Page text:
In Home Music Lessons Market Size
While there is no pre-existing information to fully answer your question, we've used the available data to pull together key findings: We triangulate that the market for music lessons in the US is $1.4 billion, though there is evidence that this market is shrinking. We are unable to determine from public sources how much of that market is for in-home lessons and find it likely that nobody really knows due to the prevalence of tutors being paid under the table.
Below you'll find an outline of our research methodology to better understand why information you've requested is publicly unavailable, as well as a deep dive into our findings.
We started our research by investigating the websites of community music centers, music teacher associations (like the MTNA), and other organizations and individuals who offer tutoring in music. However, while this provided us with a multitude of examples of tutors, none of these sources had any information on the number of music tutors who are in the US, let alone how many offer at-home services. We therefore broadened our search to include scholarly articles, polling companies (e.g., Pew Research), and market reports. While we found one or two market reports which may contain the answer (see below), there was insufficient information presented in its abstract to serve our purposes.
We next attempted to triangulate an answer by using a combination of the available data points; e.g., if we could establish how many tutors in the US offer at-home services, the average number of clients seen in a week, and the average charge for this service, we could calculate the market. However, the available information did not provide us with sufficient data to provide anything more than an uneducated guess.
We hypothesize that this information is not readily available because it is so difficult to determine. Music tutors, after all, are often paid under the table, which would make it difficult for anyone to determine the true market size.
As a final note, it is nominally Wonder’s practice to use only sources that have been published in the last 24 months in order to provide the most up-to-date information available. In this case, however, nearly all of the most useful data points were from older sources. We will indicate the year of publication of these sources for the sake of transparency.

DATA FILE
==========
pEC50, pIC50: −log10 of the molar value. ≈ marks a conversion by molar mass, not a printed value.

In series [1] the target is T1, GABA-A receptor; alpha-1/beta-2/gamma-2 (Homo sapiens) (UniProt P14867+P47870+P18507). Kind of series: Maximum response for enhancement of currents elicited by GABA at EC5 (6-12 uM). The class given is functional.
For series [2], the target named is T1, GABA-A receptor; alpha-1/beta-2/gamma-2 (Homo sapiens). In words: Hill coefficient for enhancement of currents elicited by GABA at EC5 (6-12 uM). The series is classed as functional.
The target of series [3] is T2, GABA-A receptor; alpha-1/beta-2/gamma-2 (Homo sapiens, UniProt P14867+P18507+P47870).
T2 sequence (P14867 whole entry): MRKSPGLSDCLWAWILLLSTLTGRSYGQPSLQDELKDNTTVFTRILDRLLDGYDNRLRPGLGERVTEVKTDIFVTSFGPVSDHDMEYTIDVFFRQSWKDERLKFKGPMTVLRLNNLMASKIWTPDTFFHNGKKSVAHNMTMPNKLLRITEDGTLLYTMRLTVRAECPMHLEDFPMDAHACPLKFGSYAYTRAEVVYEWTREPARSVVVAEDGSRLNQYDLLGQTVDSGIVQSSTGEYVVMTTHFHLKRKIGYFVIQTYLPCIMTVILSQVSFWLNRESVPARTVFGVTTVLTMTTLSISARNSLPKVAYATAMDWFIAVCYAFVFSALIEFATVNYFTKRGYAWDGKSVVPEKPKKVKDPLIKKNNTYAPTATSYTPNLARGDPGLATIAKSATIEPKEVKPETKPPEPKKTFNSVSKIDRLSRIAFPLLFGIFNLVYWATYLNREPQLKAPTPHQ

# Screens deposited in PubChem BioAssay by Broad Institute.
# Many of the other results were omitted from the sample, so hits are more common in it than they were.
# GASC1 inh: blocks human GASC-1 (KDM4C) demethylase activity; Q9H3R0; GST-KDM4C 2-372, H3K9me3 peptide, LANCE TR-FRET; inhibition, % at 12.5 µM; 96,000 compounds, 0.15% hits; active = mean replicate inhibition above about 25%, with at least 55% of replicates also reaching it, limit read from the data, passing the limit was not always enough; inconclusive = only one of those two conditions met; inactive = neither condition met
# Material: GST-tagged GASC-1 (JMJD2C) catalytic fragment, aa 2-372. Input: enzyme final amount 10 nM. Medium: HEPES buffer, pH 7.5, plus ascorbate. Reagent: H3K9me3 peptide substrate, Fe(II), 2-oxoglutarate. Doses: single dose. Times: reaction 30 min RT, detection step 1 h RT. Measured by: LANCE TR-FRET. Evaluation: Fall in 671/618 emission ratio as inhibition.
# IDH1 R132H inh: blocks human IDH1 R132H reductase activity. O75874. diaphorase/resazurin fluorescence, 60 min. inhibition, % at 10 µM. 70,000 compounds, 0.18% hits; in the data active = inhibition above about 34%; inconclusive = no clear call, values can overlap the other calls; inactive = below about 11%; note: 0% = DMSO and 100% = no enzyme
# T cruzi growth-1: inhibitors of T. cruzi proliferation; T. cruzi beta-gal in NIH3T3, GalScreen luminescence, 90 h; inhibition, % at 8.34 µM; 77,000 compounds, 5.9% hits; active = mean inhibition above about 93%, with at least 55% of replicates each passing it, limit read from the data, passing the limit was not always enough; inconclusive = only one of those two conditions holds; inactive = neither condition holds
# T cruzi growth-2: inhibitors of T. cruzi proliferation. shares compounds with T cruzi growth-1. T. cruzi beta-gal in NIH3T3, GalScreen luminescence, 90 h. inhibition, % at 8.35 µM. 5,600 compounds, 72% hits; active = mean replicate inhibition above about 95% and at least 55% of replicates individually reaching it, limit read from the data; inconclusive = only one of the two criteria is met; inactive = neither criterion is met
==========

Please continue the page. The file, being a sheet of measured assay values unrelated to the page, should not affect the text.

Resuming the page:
According to Statista, in 2012 35.6% of adults in the US claimed to have taken music classes at some point in their lives. However, Statista did not provide any information on how many were enrolled in any given year or how many hours of classes the average person took, let alone where those classes took place, so we could not use this information in a triangulation. While this does suggest that the overall market size for music lessons is fairly large, other evidence indicates that the market is shrinking.
A report by TakeLessons from 2014 (which would normally be outside of Wonder’s criteria, but in this case was one of the very few sources with useful information) indicates that the national average rate people are willing to pay for in-home music lessons is about $50 per hour, which is 13-15% higher than they are willing to pay for in-studio lessons. This is somewhat at odds with a report from Indeed which pegs the average music teacher’s pay at $28.24 per hour. The difference may be explained by the fact that the musical instrument and supply industry has been in decline for the past five years, which we judge likely to result in a similar decline in the demand for music tutors. Less demand, after all, results in lower prices.
However, Indeed’s report does give us some useful information to triangulate the total music tutoring market. The Music Teachers National Association (MTNA) claims to represent “24,000 committed music professionals.” While it is highly unlikely that every single music tutor is among those 24,000, according to the Bureau of Labor Statistics there are only 95,110 individuals who teach post-secondary art, drama, and music in the United States. Therefore, 24,000 teaching music appears to be a reasonable figure. Taking the average pay of $28.24 an hour and assuming 40 hour work weeks, the market for music teachers in general would be approximately $1.4 billion ($28.24 x 24,000 x 40 hours x 52 weeks). We are, of course, unable to determine how much of that market is for in-home lessons.
We were unable to find any marketing reports specific to music tutoring, but did find two reports on the private tutoring industry, one at the global level and one specific to the US. It is uncertain from the abstracts whether music tutoring, let alone at-home music tutoring, are covered in these reports. If having this information is crucial enough to warrant the expense, we advise contacting the publisher to find out if they report on this particular niche.
Due to a lack of public sources, we are unable to determine the market size for in-home music tutoring, though we triangulate the market for post-secondary music lessons at $1.4 billion in the US. We have also found evidence that this market is shrinking, depressing the hourly rate commanded by tutors.